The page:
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potatoes

post #1 of 15
Thread Starter 
Idaho, red,yukon gold,russet or white eastern. Having sales on these so which do you like best and for what
post #2 of 15

Yukon Gold for mashing and general eating - I like them roasted too.

Reds for  roasting

Russets for bakers or roasting really

 

Hmmm....I think I just like potatoes!

post #3 of 15
This is purely my opinion, but I base my decision on what I intend to do with them. For example, if I want a nice light fluffy mash I will typically grab some russets, Idaho, or reds. I feel like they all kind of fall under a similar umbrella in terms of starch level.

White potatoes seem a little more versatile to me if I'm not sure what I'm going to do with them. Mash them if you like, but I prefer boiling, roasting, pan frying since they are usually firmer inside, but thinner skinned. I'm assuming you are talking medium size, because what I do with a large vs small potato is a huge factor in what I buy.
post #4 of 15

Russets are wonderful for:

Gnocchi

Twice baked Potatoes

Load Potato Skins

Garlic Fries

Potato Chips

Soups

Breads (I have my great grandmother’s recipe for Portuguese Sweet bread that she made with potatoes, or what folks call today King’s Hawaiian Bread and Rolls)

post #5 of 15

Russets for classic baked, reds with leeks for soup, whites, or golds for general purpose.  We don't eat potatoes that often so I stick with the thin, waxy types mostly.  

post #6 of 15

I pretty much agree with most of what people have said here.  Just a few things to add; red potatoes I use for potato salad and roasting, but I don't like them for mashed potatoes as I find the texture gets too gummy.  For mashed, it depends on what I want.  I find that Russets make for lighter, fluffier mashed potatoes, while yukon golds make a denser mashed potato with a deeper flavor, either works well when you add as much butter and heavy cream as I do!!!  Yukons also make great potato salad and roasted potatoes.  I do find that russets are the best "all purpose" potato and can handle most applications pretty well.  Other potatoes, I find, tend to have more "specialized" uses, but often what they lack in versitility they make up for in greater depth of flavor.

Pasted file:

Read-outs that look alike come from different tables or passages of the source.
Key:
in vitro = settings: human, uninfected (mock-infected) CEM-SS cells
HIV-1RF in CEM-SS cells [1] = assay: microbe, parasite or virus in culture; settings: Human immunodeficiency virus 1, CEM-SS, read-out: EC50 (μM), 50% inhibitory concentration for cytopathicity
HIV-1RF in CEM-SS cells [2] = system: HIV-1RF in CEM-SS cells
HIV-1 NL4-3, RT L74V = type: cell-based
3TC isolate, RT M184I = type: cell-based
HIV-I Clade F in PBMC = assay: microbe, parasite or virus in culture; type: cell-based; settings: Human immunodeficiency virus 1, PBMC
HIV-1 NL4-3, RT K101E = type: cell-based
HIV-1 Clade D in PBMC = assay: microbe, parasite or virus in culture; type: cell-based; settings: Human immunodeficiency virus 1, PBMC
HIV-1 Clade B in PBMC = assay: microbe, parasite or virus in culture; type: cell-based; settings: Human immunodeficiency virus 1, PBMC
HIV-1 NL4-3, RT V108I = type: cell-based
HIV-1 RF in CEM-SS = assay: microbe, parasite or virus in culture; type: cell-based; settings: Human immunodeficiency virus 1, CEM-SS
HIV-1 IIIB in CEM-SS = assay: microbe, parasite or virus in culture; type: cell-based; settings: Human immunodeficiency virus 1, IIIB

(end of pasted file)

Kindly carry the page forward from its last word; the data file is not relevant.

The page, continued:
post #7 of 15

@Dagger, now I know that you didn't mention Sweet Potatoes, but I seem to have them on my mind.

I was watching Mary Ann Esposito, Ciao Italia on our local PBS station and she made

Sweet Potato Gnocchi tossed with melted butter, chopped Walnuts and crushed Amaretti Cookies on top,

MMM!

That just screams Fall cooking to me. 

post #8 of 15
Thread Starter 

sweet potatoes stand alone.

post #9 of 15
How about purple potatoes. Keep meaning to look for them and give them a try. Would have been interesting in a mash for Halloween or gnocchi.
post #10 of 15

Roasted/baked, mashed/smashed, stuffed etc.  It was all good when I could eat carbs. I usually reached for russets (in a five pound bag - as they were less expensive, and too large & pricey when purchased individually) or sweet potatoes/yams around Thanksgiving.  There seems to be some confusion re the latter as to a sweet potato and a yam, when I purchase online.

 

I recently came across sheet pan cooking, where multiple veggies, or an entire meal can be prepared/roasted on same.  I think the key to roasting of multiple veggies, would be that everything is uniform in size for even cooking.  An idea to play with for Thanksgiving etc.

 

A potato porn example ...

 

http://www.jocooks.com/healthy-eating/rosemary-balsamic-baby-potatoes-brussels-sprouts/

post #11 of 15
Quote:
Originally Posted by Cerise View Post

How about purple potatoes. Keep meaning to look for them and give them a try. Would have been interesting in a mash for Halloween or gnocchi.

 

This is an Okinawan Sweet Potato, which is very popular in Hawaii.

Simply boiled whole, chunked and served with Hawaiian foods, such as 

Kalua Pork, MMM.

post #12 of 15
Thread Starter 
See lot of recipes for roasting gold potatoes, never figured these for that since they don't have a jacket. Looks like some of these could be started in a air fryer.

http://www.foodnetwork.com/recipes/rachael-ray/yukon-gold-potatoes-jacques-pepin-style-recipe.html
http://www.food.com/recipe/crisp-garlic-yukon-gold-potatoes-326188
http://whatsgabycooking.com/parmesan-roasted-potatoes/
post #13 of 15
Nothing beats a Yukon for me, hands down its my favorite potato and I fry it, roast it, bake it, steam it etc. not good for hash browns though. Yukons are so flavorful and I love their texture.

"You are what you eat, so don't be fast, cheap, easy, or fake."

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"You are what you eat, so don't be fast, cheap, easy, or fake."

Reply
post #14 of 15

I favor the gold but each one has a specific use. Plus its what you favor. As long as the finished product is good, that's all that really  matters

CHEFED
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CHEFED
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post #15 of 15
Thread Starter 

I like the  russet potato cooked in aluminum foil directly on the coals, makes for a crisp jacket. I eat the jacket don't understand why people leave it behind, it adds so much to the potato.  I even ate the skin on sweet potatoes, not as good but why waste it.

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